Once released, Anwar was the stand-alone figure in Malaysian politics and was seen as the de facto opposition leader - although he wasn't allowed to serve in politics until 2008.

However, in the March 2008 election, Anwar and the opposition parties made huge advances towards the ruling coalition.

But, only five months later, Ibrahim was again arrested for claims that he sexually assaulted a male aide.

Anwar vehemently denied the charges and said they were part of a government conspiracy to discredit the opposition leader.

On August 26, 2008, Ibrahim ran for office and won a by-election which allowed him to return to parliament as the official opposition leader.

Today, Anwar continues to argue for strong reform in Malaysia and is calling for the liberalization of government policies including a free media and judiciary.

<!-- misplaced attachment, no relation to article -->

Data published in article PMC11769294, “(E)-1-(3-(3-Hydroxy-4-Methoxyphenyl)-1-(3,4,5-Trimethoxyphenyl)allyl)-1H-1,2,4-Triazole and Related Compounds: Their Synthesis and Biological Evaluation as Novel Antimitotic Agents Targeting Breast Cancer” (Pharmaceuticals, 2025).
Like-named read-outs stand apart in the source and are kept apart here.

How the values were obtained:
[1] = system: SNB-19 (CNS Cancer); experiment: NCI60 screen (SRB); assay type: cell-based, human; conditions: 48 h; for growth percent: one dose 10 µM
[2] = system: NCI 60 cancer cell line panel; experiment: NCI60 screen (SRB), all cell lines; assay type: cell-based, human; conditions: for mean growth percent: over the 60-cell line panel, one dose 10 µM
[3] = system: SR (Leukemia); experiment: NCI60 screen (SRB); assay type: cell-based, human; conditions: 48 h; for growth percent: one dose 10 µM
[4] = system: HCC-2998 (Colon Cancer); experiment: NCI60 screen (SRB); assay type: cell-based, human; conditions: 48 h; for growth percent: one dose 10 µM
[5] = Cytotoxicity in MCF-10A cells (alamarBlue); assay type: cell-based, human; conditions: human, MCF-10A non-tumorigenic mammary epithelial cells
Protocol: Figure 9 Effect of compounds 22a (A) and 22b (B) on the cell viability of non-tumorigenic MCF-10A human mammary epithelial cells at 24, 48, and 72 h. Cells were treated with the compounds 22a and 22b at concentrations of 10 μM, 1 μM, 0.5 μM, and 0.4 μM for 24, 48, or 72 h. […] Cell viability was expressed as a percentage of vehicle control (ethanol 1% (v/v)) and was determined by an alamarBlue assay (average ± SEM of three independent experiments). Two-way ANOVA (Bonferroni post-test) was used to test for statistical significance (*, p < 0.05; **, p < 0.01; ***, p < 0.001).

Please tune into our interview with Anwar Ibrahim on Tuesday, June 29 at 2100 London or 2000 GMT.

soundoff (37 Responses)
  1. leowch

    Why do you, knowing that the government is waiting to find fault with you, choose to expose yourself to being charged with sodomy again?
    Writing from malaysia.

    June 22, 2010 at 10:01 am |
  2. Dr Sashi, PhD Oxford

    The preferential system favouring Malays in all spheres of public life, which some have compared to South Africa's old apartheid policy, has resulted in a brain drain Malaysia has been unable to stem. Preferential policies cover scholarships, entry to local universities and government jobs. Malaysia is perhaps the only country in the world affording economic protection to the majority race. Malaysian Chinese and Indians, including myself, are deserting the country in protest. If you were handed the reins of government, what would you do to level the playing field for all races.